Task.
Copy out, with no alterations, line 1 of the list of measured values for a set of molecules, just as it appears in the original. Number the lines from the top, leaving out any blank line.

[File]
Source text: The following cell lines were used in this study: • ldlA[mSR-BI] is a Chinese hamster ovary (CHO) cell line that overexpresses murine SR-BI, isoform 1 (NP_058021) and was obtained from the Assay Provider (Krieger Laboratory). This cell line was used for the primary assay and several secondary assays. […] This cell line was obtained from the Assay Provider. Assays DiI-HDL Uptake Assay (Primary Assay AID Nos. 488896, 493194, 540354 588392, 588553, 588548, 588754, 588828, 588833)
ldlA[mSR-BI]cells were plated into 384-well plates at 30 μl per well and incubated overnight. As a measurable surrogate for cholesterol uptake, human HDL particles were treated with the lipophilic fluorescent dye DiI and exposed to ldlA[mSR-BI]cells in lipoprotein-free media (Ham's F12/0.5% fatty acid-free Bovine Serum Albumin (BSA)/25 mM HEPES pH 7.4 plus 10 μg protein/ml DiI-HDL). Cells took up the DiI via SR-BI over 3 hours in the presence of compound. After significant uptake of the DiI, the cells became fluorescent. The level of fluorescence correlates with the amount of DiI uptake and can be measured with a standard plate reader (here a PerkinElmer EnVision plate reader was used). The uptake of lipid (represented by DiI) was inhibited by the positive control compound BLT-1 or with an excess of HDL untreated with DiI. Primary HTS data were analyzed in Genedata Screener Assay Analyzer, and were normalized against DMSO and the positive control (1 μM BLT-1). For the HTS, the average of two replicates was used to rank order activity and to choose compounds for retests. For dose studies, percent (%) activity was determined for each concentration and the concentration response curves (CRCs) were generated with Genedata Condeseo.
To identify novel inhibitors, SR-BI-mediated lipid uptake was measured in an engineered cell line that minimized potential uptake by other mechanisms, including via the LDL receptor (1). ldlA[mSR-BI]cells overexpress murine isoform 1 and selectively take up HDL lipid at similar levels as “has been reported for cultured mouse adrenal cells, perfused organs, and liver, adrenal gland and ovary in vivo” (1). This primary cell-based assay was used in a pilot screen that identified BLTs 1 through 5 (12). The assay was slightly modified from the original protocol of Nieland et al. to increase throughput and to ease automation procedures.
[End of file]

Source text: The following cell lines were used in this study: • ldlA[mSR-BI] is a Chinese hamster ovary (CHO) cell line that overexpresses murine SR-BI, isoform 1 (NP_058021) and was obtained from the Assay Provider (Krieger Laboratory). This cell line was used for the primary assay and several secondary assays. […] This cell line was obtained from the Assay Provider. Assays DiI-HDL Uptake Assay (Primary Assay AID Nos. 488896, 493194, 540354 588392, 588553, 588548, 588754, 588828, 588833)